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Ontario Budget 2019: 3 Big Things To Expect

Premier Doug Ford’s vision for the province will be laid out in more detail than ever before.
Ontario Finance Minister Vic Fedeli applauds alongside Premier Doug Ford in Toronto on Sept. 24, 2018.
Ontario Finance Minister Vic Fedeli applauds alongside Premier Doug Ford in Toronto on Sept. 24, 2018.

UPDATE: The Ontario government dropped their 2019 budget on April 11, 2019. Find more information about what it included here.

TORONTO — Roughly $150 billion of Ontario taxpayers' money is in the hands of Premier Doug Ford and residents will get their first glimpse at exactly what that means on Thursday.

Ford's finance minister, Vic Fedeli, will table the Progressive Conservatives' first budget in the legislature at 4 p.m. Some of the government's key election promises — like a childcare rebate for parents and a dental program for low-income seniors — will be outlined in the document, unnamed sources have told journalists in recent days.

The government teased one tidbit for sports fans on Monday. It plans to change Ontario's liquor laws to allow drinking at tailgating parties near game venues.

Here are three other things to watch for.

1. Deficit and path to a balanced budget

Ford ran for election on a promise he would eliminate the province's yearly shortfall, currently pegged at about $12 billion, without cutting any public service jobs.

He's already backtracked on the second part, but Thursday's budget should show how quickly he plans to cut the deficit. Under the law, when an Ontario government runs a deficit, it's required to forecast when spending will get back to balance.

Debt ballooned under the previous government. Ontario now spends more every year just servicing the interest on its debt ($12.5 billion) than it does on the justice system ($5 billion).

Ford says the Liberals spent money "like drunken sailors" and promises that his government will find billions of dollars worth of savings by making government more efficient.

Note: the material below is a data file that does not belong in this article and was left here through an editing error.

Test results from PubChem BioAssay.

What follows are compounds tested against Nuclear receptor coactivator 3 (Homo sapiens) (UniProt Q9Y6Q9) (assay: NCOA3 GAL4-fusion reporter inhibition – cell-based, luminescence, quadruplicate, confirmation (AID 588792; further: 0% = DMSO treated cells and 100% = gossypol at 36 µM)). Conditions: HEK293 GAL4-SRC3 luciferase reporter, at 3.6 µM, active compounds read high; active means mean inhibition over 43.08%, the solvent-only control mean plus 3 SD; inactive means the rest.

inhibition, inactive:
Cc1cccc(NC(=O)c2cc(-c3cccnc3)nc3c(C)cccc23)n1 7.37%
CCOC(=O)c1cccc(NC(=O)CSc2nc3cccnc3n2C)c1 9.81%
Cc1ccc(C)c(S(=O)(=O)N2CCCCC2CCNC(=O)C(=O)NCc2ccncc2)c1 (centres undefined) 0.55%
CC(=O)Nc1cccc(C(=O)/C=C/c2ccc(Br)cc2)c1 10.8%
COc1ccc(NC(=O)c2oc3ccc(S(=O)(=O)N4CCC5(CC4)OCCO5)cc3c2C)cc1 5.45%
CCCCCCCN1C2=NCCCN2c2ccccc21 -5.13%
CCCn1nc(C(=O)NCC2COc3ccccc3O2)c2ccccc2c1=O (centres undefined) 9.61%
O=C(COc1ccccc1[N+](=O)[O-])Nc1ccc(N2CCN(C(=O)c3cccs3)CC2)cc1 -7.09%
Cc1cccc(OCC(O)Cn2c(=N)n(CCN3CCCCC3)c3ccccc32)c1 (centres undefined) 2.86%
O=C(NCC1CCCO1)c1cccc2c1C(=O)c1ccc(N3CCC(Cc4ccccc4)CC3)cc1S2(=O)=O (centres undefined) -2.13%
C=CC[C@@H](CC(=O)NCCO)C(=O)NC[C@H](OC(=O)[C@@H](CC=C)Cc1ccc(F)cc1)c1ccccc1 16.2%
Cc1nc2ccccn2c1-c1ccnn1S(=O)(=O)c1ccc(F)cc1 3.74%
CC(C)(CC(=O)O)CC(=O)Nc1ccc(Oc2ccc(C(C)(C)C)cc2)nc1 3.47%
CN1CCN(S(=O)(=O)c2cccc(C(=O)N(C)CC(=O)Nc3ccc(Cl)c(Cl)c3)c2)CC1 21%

The minister of finance has cut landlines in his office to save money. And the health minister says she'll get rid of fax machines across the health-care system. But experts say much bigger changes will be necessary if the premier intends to make good on his promise.

2. Spending cuts

The PCs tabled their first big economic update in November, scrapping billions of dollars in spending planned by the Liberals for universal child care, domestic violence shelters and a drug and dental rebate for people without insurance. They also eliminated three independent officers of the legislature who were tasked with protecting vulnerable children, the environment and French-language services, and cancelled plans for a francophone university.

Since then, the government has unveiled a plan to transform the health-care system by merging agencies into one "super agency" and said it intends to increase class sizes at public schools and require high school students to take some credits online.

These could be hints of the kinds of changes this government will make to save money.

3. Education

Thousands of Ontarians have protested the government's changes to the education system at events planned by high school students and teachers' unions.

The Elementary Teachers' Federation of Ontario says the changes would cut 4,500 teaching positions every year for the next four years. Minister of Education Lisa Thompson insists changes will be made through attrition, or not filling jobs as teachers quit or retire, rather than through layoffs.

She told reporters that the changes to classrooms would affect less than one per cent of her ministry's $29-billion budget this year, but didn't say how much the government intends to save in the long term. The budget on Thursday could reveal if the PCs have more major changes in store for education funding.

Watch Premier Doug Ford answer questions about full-day kindergarten. Story continues after video.

Teachers' unions have promised to fight Thompson tooth and nail over the changes.

There could also be changes coming for kindergarteners. Currently, Ontario has full-day kindergarten classes with both a teacher and an early childhood educator present. In consultations with unions and school trustees, the government has been asking whether that's good "value for money."

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